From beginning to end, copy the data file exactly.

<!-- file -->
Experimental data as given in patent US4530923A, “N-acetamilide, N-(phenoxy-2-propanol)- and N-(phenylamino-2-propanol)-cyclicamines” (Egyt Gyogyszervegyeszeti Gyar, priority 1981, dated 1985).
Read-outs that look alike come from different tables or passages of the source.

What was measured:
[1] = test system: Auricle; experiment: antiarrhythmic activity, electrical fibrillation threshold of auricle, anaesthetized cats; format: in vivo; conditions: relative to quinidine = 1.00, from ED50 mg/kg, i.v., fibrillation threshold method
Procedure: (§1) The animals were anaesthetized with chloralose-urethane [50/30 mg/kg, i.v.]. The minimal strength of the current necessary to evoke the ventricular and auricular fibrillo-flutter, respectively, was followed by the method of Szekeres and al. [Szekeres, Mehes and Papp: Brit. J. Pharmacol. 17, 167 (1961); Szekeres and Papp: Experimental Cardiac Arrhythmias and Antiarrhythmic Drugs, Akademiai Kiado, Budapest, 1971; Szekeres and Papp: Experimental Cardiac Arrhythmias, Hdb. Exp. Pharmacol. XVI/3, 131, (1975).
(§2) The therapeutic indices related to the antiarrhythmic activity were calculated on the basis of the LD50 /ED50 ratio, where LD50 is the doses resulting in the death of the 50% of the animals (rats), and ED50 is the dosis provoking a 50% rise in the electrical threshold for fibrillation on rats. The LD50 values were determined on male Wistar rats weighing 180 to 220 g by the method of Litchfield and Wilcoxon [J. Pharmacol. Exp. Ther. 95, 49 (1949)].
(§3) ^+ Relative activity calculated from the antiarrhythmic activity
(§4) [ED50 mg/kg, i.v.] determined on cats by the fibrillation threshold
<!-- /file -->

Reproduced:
Experimental data as given in patent US4530923A, “N-acetamilide, N-(phenoxy-2-propanol)- and N-(phenylamino-2-propanol)-cyclicamines” (Egyt Gyogyszervegyeszeti Gyar, priority 1981, dated 1985).
Read-outs that look alike come from different tables or passages of the source.

What was measured:
[1] = test system: Auricle; experiment: antiarrhythmic activity, electrical fibrillation threshold of auricle, anaesthetized cats; format: in vivo; conditions: relative to quinidine = 1.00, from ED50 mg/kg, i.v., fibrillation threshold method
Procedure: (§1) The animals were anaesthetized with chloralose-urethane [50/30 mg/kg, i.v.]. The minimal strength of the current necessary to evoke the ventricular and auricular fibrillo-flutter, respectively, was followed by the method of Szekeres and al. [Szekeres, Mehes and Papp: Brit. J. Pharmacol. 17, 167 (1961); Szekeres and Papp: Experimental Cardiac Arrhythmias and Antiarrhythmic Drugs, Akademiai Kiado, Budapest, 1971; Szekeres and Papp: Experimental Cardiac Arrhythmias, Hdb. Exp. Pharmacol. XVI/3, 131, (1975).
(§2) The therapeutic indices related to the antiarrhythmic activity were calculated on the basis of the LD50 /ED50 ratio, where LD50 is the doses resulting in the death of the 50% of the animals (rats), and ED50 is the dosis provoking a 50% rise in the electrical threshold for fibrillation on rats. The LD50 values were determined on male Wistar rats weighing 180 to 220 g by the method of Litchfield and Wilcoxon [J. Pharmacol. Exp. Ther. 95, 49 (1949)].
(§3) ^+ Relative activity calculated from the antiarrhythmic activity
(§4) [ED50 mg/kg, i.v.] determined on cats by the fibrillation threshold